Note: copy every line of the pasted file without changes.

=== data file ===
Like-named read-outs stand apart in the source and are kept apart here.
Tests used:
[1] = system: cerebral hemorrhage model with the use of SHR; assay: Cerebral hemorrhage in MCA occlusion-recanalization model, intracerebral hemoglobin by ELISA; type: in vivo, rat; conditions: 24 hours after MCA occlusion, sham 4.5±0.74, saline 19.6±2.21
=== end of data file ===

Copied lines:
Like-named read-outs stand apart in the source and are kept apart here.
Tests used:
[1] = system: cerebral hemorrhage model with the use of SHR; assay: Cerebral hemorrhage in MCA occlusion-recanalization model, intracerebral hemoglobin by ELISA; type: in vivo, rat; conditions: 24 hours after MCA occlusion, sham 4.5±0.74, saline 19.6±2.21